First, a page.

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Is there a way to log the stdout output from a given Process when using the multiprocessing.Process class in python?

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5  
Good question. Don't let this one stagnate. –  Jed Smith Oct 1 '09 at 3:01

3 Answers 3

up vote 15 down vote accepted

The easiest way might be to just override sys.stdout. Slightly modifying an example from the multiprocessing manual:

from multiprocessing import Process
import os
import sys

def info(title):
    print title
    print 'module name:', __name__
    print 'parent process:', os.getppid()
    print 'process id:', os.getpid()

def f(name):
    sys.stdout = open(str(os.getpid()) + ".out", "w")
    info('function f')
    print 'hello', name

if __name__ == '__main__':
    p = Process(target=f, args=('bob',))
    p.start()
    q = Process(target=f, args=('fred',))
    q.start()
    p.join()
    q.join()

And running it:

$ ls
m.py
$ python m.py
$ ls
27493.out  27494.out  m.py
$ cat 27493.out 
function f
module name: __main__
parent process: 27492
process id: 27493
hello bob
$ cat 27494.out 
function f
module name: __main__
parent process: 27492
process id: 27494
hello fred

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This is brilliantly simple. –  Cerin Feb 17 at 3:08

You can set sys.stdout = Logger() where Logger is a class whose write method (immediately, or accumulating until a \n is detected) calls logging.info (or any other way you want to log).

I'm not sure what you mean by "a given" process (who's given it, what distinguishes it from all others...?), but if you mean you know what process you want to single out that way at the time you instantiate it, then you could wrap its target function (and that only) -- or the run method you're overriding in a Process subclass -- into a wrapper that performs this sys.stdout "redirection" -- and leave other processes alone.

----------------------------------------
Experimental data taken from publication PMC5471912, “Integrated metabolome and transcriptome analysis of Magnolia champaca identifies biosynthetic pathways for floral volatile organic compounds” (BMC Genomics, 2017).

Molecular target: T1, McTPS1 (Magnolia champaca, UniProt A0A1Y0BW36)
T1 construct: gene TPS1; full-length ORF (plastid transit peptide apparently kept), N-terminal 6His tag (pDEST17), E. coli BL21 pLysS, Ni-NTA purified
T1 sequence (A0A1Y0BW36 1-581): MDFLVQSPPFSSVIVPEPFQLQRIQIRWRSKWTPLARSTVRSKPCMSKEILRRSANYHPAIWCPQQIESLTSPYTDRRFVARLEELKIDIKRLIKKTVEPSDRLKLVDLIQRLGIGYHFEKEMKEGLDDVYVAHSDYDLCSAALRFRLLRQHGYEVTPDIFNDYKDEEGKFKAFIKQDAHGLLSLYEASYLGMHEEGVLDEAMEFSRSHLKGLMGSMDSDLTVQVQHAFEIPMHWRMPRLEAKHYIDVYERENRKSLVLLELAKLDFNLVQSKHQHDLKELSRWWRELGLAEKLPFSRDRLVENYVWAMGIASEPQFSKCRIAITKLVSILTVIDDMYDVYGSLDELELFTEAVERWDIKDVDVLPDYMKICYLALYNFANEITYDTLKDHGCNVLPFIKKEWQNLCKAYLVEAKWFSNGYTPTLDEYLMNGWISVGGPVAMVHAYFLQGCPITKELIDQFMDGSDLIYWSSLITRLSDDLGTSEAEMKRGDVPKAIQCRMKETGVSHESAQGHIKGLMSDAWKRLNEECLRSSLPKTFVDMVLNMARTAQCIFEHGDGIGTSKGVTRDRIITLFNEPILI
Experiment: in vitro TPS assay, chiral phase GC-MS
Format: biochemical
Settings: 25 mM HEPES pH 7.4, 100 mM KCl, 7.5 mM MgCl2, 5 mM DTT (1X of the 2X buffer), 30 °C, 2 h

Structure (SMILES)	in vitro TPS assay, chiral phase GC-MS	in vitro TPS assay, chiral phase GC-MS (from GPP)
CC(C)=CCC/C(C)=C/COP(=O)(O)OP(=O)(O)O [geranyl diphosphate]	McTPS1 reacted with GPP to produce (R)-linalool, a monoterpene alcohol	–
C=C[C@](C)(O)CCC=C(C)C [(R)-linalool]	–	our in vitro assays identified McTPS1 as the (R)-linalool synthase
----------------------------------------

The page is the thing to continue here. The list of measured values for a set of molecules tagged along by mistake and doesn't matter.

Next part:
Maybe if you nail down the specs a bit I can help in more detail...?

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There are only two things I would add to @Mark Rushakoff answer. When debugging, I found it really useful to change the buffering parameter of my open() calls to 0.

sys.stdout = open(str(os.getpid()) + ".out", "a", buffering=0)

Otherwise, madness, because when tail -fing the output file the results can be verrry intermittent. buffering=0 for tail -fing great.

And for completeness, do yourself a favor and redirect sys.stderr as well.

sys.stderr = open(str(os.getpid()) + "_error.out", "a", buffering=0)

Also, for convenience you might dump that into a separate process class if you wish,

class MyProc(Process):
    def run(self):
        # Define the logging in run(), MyProc's entry function when it is .start()-ed 
        #     p = MyProc()
        #     p.start()
        self.initialize_logging()

        print 'Now output is captured.'

        # Now do stuff...

    def initialize_logging(self):
        sys.stdout = open(str(os.getpid()) + ".out", "a", buffering=0)
        sys.stderr = open(str(os.getpid()) + "_error.out", "a", buffering=0)

        print 'stdout initialized'

Heres a corresponding gist

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